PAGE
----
I don't recall seeing comparable resources on Progressive Liberalism. The DKosopedia might have been a start but seems to have slowed down (as have some similar projects for other political philosophies).
Kos' Libertarian Democrat these prompted some theoretical discussion, but there doesn't seem to be much consensus on core values or core positions.
I opposed the war before the Powell Presentation. I examined the photographs published with it. I opposed the war after the Powell Presentation. Bush, Powell, and the other liars claimed that certain photo pairs several months apart showed new construction, but they showed the same buildings, in the same condition. Because one photo was taken in the morning and one photo was taken the afternoon, and one was closer to noon, the two showed different arrangements of shadows, but not of buildings.
I assumed that since they were lying about the C/W 'evidence' they might not have any C/W evidence. And when inspectors claimed the C/W weapons were destroyed, I believed them, and didn't believe Bush.
I assumed that Saddam Hussein would not repeat the mistakes of 1991, but had stockpiled supplies in the cities and would concentrate forces in the cities. I was wrong about that. The Iraqi army fought in the open and lost.
So the U.S. Army took Baghdad without the several thousand killed I had expected/feared, but without the gas attacks many war supporters and war opponents alike had expected/feared. It would have made sense to declare victory and go home. Instead came the long occupation, handing the country over to Halliburton, shooting some protesters in until-then-peaceful Fallujah, etc.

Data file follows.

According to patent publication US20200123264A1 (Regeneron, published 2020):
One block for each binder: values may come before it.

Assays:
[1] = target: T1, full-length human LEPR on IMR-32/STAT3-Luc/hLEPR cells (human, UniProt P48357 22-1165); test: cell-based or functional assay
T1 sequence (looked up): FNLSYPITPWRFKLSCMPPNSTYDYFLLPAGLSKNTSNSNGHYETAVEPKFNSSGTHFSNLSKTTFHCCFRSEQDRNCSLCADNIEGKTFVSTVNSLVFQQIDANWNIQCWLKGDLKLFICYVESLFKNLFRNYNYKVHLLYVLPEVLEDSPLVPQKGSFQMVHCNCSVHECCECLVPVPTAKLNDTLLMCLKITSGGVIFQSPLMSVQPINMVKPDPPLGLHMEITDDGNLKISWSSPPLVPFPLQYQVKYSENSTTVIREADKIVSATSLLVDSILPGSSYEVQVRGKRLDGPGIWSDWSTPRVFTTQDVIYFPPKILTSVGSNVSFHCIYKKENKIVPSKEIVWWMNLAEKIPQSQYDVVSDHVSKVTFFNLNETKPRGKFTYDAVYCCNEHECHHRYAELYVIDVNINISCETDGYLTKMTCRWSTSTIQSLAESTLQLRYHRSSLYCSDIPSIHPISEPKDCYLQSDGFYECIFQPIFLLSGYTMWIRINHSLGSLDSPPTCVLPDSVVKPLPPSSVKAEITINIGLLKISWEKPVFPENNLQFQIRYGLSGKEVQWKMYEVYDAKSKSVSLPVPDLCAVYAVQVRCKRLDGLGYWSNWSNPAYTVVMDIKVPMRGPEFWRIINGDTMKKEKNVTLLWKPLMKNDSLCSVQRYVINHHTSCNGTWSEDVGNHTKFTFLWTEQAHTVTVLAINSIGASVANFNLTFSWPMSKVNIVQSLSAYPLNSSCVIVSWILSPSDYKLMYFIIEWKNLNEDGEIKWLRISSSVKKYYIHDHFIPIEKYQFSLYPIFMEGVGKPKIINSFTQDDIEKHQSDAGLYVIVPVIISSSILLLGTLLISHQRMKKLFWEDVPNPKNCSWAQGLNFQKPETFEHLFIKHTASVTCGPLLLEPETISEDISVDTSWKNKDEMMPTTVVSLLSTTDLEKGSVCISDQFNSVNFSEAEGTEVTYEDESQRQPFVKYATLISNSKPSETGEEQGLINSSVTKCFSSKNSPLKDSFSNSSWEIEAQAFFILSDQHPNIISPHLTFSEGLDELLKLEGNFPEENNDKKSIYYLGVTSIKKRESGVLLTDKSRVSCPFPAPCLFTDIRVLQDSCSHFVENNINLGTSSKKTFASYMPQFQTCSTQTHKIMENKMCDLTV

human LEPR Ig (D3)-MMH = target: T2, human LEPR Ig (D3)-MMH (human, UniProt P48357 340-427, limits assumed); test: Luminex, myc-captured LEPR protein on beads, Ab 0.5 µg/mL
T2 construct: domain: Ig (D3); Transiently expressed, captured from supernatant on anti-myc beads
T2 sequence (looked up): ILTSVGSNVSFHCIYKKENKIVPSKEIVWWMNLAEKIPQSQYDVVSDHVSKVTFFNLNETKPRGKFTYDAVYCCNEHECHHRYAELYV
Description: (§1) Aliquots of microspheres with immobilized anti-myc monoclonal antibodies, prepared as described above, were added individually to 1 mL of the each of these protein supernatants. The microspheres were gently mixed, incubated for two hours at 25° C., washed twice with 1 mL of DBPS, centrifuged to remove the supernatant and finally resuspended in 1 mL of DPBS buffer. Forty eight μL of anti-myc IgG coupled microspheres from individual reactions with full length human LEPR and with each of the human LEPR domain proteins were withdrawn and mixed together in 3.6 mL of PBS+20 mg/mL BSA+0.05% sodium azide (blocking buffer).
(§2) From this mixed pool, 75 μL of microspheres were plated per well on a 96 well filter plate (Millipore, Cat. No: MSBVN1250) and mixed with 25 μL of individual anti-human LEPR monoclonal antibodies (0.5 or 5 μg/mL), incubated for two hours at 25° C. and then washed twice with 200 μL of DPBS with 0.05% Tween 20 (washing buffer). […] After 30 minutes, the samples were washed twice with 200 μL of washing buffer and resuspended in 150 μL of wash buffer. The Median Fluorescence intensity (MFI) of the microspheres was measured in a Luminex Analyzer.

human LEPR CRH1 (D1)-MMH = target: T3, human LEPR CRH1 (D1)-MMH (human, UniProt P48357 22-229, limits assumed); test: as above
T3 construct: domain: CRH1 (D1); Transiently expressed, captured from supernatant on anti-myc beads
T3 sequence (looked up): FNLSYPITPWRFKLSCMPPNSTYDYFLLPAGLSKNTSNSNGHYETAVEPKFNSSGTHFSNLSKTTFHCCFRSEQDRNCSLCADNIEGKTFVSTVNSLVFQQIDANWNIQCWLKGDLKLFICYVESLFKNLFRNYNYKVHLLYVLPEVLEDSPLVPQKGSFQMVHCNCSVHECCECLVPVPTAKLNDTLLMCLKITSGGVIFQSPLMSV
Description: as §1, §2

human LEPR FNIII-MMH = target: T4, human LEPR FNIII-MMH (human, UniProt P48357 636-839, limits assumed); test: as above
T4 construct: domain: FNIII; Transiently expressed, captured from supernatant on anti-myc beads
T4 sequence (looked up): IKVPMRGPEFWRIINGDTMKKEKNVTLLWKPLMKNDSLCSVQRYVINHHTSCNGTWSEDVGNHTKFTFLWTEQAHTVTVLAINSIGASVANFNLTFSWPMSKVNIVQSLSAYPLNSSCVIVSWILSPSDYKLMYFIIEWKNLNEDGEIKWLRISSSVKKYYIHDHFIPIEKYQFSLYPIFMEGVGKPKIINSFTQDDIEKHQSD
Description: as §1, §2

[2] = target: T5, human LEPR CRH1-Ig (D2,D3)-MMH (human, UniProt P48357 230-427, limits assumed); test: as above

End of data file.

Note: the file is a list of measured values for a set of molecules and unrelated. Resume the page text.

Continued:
I'm talking 6th century, not 8th century. And from surviving epitomes (Jordanes, Photius, etc.) we know that the 6th century West had many works and created new works which the mid/late 6th, 7th, and following centuries have destroyed. And from Roman historians (Procopius) we see that the Empire systematically devastated much of Italy in the mid 6th century.
Cassiodorus' Variae (especially 11.38) might also be revealing.
Most Europeans were probably better off in 500-525 than in 300-325. It's hard to estimate overall literacy, but Wulfila translated the bible into Gothic and Jerome translated it into Latin (the Vulgate, largely replacing the older Latin versions) in the interval.
In the third century, the Roman empire had faced uncounted civil wars, in the fourth century, seven civil wars, and in the fifth century (in the west only) five more civil wars (depending how we count), so the collapse of the empire meant more, not less, peace. In the sixth century, Justinian's western ambitions devastated Italy and resumed the cycle of warfare.
Most Europeans were probably worse off in 600-625.
The Roman Catholic Church was neither responsible for the barbarian conversions (which were mostly non-Nicaean) nor responsible for Justinian's wars (which were an imperial decision).
Basically, the Empire did more harm than its opponents. Roman armies moving about with orders to kill everyone in Picenum (in 537) are only one example.
If you want to maximise the importance of individual votes, you minimize the number of participating votes (and either discourage or exclude potential voters); in the extreme case you have one voter, the dictator, who wins every vote, by one vote, so every vote's a deciding vote.